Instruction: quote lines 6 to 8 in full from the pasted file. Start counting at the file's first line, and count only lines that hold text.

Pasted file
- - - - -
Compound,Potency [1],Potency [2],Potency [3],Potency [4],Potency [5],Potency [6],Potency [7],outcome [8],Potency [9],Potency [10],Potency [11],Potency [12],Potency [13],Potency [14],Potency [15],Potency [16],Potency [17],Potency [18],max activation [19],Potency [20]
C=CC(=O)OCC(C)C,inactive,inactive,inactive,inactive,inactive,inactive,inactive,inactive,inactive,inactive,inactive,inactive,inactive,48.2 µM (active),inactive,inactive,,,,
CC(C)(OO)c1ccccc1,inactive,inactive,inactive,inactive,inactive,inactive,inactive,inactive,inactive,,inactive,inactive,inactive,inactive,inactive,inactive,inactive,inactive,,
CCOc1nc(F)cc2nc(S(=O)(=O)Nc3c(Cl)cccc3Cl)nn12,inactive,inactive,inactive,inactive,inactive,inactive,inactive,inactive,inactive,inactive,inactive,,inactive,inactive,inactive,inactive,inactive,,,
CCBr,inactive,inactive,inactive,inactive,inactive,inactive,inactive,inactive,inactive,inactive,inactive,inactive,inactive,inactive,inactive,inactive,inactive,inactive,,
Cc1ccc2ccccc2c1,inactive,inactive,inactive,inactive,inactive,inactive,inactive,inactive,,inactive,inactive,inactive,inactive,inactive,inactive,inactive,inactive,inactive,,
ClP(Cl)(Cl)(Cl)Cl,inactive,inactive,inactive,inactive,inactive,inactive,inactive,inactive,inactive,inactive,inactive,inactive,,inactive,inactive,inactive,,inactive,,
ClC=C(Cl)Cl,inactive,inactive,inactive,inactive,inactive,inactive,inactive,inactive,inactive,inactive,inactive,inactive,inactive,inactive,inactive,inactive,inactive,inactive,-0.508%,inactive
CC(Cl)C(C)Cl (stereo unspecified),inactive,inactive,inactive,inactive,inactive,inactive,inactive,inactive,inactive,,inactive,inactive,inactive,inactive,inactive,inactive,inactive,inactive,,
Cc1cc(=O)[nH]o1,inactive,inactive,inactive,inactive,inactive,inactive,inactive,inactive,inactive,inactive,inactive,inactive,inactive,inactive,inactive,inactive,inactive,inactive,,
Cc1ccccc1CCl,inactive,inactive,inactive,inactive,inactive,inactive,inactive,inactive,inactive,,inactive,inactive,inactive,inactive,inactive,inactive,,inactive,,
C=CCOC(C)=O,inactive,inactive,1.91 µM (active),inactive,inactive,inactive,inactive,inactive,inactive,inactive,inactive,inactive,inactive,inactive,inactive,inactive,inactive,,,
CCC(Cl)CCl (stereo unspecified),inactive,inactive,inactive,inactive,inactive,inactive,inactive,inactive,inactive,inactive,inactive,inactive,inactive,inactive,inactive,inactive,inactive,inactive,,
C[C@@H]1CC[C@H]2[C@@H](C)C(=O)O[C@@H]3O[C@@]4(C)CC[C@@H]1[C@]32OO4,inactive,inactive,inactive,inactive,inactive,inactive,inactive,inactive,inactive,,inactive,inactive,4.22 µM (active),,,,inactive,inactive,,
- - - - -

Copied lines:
Cc1ccc2ccccc2c1,inactive,inactive,inactive,inactive,inactive,inactive,inactive,inactive,,inactive,inactive,inactive,inactive,inactive,inactive,inactive,inactive,inactive,,
ClP(Cl)(Cl)(Cl)Cl,inactive,inactive,inactive,inactive,inactive,inactive,inactive,inactive,inactive,inactive,inactive,inactive,,inactive,inactive,inactive,,inactive,,
ClC=C(Cl)Cl,inactive,inactive,inactive,inactive,inactive,inactive,inactive,inactive,inactive,inactive,inactive,inactive,inactive,inactive,inactive,inactive,inactive,inactive,-0.508%,inactive